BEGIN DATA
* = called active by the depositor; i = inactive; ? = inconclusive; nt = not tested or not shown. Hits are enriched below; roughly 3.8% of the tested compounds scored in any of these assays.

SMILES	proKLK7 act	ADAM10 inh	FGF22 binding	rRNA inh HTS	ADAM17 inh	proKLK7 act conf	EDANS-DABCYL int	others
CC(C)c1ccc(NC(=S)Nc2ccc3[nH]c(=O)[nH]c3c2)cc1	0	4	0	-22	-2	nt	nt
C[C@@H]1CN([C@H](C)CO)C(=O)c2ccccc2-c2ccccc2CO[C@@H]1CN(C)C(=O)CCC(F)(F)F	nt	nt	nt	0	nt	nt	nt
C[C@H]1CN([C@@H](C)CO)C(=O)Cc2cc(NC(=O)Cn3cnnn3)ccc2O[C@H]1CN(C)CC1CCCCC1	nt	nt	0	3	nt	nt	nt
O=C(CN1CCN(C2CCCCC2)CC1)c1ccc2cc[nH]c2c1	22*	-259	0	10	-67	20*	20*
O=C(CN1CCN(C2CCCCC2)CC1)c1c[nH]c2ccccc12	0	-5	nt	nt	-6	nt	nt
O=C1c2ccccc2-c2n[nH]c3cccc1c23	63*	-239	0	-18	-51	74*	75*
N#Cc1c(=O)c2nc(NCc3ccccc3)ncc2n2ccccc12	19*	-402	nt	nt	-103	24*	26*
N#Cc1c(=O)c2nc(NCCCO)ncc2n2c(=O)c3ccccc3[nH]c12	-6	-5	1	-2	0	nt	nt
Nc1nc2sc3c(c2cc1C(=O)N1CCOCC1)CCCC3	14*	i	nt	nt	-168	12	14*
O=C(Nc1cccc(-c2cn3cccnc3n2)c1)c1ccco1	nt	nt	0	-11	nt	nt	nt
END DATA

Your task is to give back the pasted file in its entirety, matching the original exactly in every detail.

* = called active by the depositor; i = inactive; ? = inconclusive; nt = not tested or not shown. Hits are enriched below; roughly 3.8% of the tested compounds scored in any of these assays.

SMILES	proKLK7 act	ADAM10 inh	FGF22 binding	rRNA inh HTS	ADAM17 inh	proKLK7 act conf	EDANS-DABCYL int	others
CC(C)c1ccc(NC(=S)Nc2ccc3[nH]c(=O)[nH]c3c2)cc1	0	4	0	-22	-2	nt	nt
C[C@@H]1CN([C@H](C)CO)C(=O)c2ccccc2-c2ccccc2CO[C@@H]1CN(C)C(=O)CCC(F)(F)F	nt	nt	nt	0	nt	nt	nt
C[C@H]1CN([C@@H](C)CO)C(=O)Cc2cc(NC(=O)Cn3cnnn3)ccc2O[C@H]1CN(C)CC1CCCCC1	nt	nt	0	3	nt	nt	nt
O=C(CN1CCN(C2CCCCC2)CC1)c1ccc2cc[nH]c2c1	22*	-259	0	10	-67	20*	20*
O=C(CN1CCN(C2CCCCC2)CC1)c1c[nH]c2ccccc12	0	-5	nt	nt	-6	nt	nt
O=C1c2ccccc2-c2n[nH]c3cccc1c23	63*	-239	0	-18	-51	74*	75*
N#Cc1c(=O)c2nc(NCc3ccccc3)ncc2n2ccccc12	19*	-402	nt	nt	-103	24*	26*
N#Cc1c(=O)c2nc(NCCCO)ncc2n2c(=O)c3ccccc3[nH]c12	-6	-5	1	-2	0	nt	nt
Nc1nc2sc3c(c2cc1C(=O)N1CCOCC1)CCCC3	14*	i	nt	nt	-168	12	14*
O=C(Nc1cccc(-c2cn3cccnc3n2)c1)c1ccco1	nt	nt	0	-11	nt	nt	nt